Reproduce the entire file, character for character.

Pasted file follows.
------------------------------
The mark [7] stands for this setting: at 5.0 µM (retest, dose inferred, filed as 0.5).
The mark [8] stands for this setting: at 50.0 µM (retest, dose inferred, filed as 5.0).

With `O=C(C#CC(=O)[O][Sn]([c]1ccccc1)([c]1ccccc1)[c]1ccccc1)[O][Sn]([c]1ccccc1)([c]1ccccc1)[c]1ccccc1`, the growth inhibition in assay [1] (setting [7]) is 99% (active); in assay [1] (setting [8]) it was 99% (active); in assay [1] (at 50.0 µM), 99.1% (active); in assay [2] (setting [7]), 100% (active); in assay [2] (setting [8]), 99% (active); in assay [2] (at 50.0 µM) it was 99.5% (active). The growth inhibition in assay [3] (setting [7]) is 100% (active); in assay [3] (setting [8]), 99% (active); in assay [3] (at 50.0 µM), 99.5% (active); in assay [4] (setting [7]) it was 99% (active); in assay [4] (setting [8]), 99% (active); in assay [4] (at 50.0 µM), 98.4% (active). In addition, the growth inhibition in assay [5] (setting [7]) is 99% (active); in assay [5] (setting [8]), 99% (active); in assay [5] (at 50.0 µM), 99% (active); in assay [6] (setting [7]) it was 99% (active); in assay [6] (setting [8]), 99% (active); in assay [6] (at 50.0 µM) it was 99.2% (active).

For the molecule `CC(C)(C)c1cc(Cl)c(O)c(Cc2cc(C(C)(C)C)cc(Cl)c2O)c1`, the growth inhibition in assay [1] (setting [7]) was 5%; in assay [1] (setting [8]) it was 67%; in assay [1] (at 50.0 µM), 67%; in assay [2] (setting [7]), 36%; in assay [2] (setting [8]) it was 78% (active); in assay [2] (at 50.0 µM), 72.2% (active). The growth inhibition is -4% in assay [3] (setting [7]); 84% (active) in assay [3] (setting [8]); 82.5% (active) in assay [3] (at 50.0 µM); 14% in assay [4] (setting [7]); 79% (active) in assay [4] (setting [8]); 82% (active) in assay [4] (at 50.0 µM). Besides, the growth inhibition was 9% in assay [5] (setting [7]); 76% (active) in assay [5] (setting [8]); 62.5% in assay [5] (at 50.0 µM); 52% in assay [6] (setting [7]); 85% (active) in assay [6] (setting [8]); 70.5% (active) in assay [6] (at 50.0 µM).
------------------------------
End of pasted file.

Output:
The mark [7] stands for this setting: at 5.0 µM (retest, dose inferred, filed as 0.5).
The mark [8] stands for this setting: at 50.0 µM (retest, dose inferred, filed as 5.0).

With `O=C(C#CC(=O)[O][Sn]([c]1ccccc1)([c]1ccccc1)[c]1ccccc1)[O][Sn]([c]1ccccc1)([c]1ccccc1)[c]1ccccc1`, the growth inhibition in assay [1] (setting [7]) is 99% (active); in assay [1] (setting [8]) it was 99% (active); in assay [1] (at 50.0 µM), 99.1% (active); in assay [2] (setting [7]), 100% (active); in assay [2] (setting [8]), 99% (active); in assay [2] (at 50.0 µM) it was 99.5% (active). The growth inhibition in assay [3] (setting [7]) is 100% (active); in assay [3] (setting [8]), 99% (active); in assay [3] (at 50.0 µM), 99.5% (active); in assay [4] (setting [7]) it was 99% (active); in assay [4] (setting [8]), 99% (active); in assay [4] (at 50.0 µM), 98.4% (active). In addition, the growth inhibition in assay [5] (setting [7]) is 99% (active); in assay [5] (setting [8]), 99% (active); in assay [5] (at 50.0 µM), 99% (active); in assay [6] (setting [7]) it was 99% (active); in assay [6] (setting [8]), 99% (active); in assay [6] (at 50.0 µM) it was 99.2% (active).

For the molecule `CC(C)(C)c1cc(Cl)c(O)c(Cc2cc(C(C)(C)C)cc(Cl)c2O)c1`, the growth inhibition in assay [1] (setting [7]) was 5%; in assay [1] (setting [8]) it was 67%; in assay [1] (at 50.0 µM), 67%; in assay [2] (setting [7]), 36%; in assay [2] (setting [8]) it was 78% (active); in assay [2] (at 50.0 µM), 72.2% (active). The growth inhibition is -4% in assay [3] (setting [7]); 84% (active) in assay [3] (setting [8]); 82.5% (active) in assay [3] (at 50.0 µM); 14% in assay [4] (setting [7]); 79% (active) in assay [4] (setting [8]); 82% (active) in assay [4] (at 50.0 µM). Besides, the growth inhibition was 9% in assay [5] (setting [7]); 76% (active) in assay [5] (setting [8]); 62.5% in assay [5] (at 50.0 µM); 52% in assay [6] (setting [7]); 85% (active) in assay [6] (setting [8]); 70.5% (active) in assay [6] (at 50.0 µM).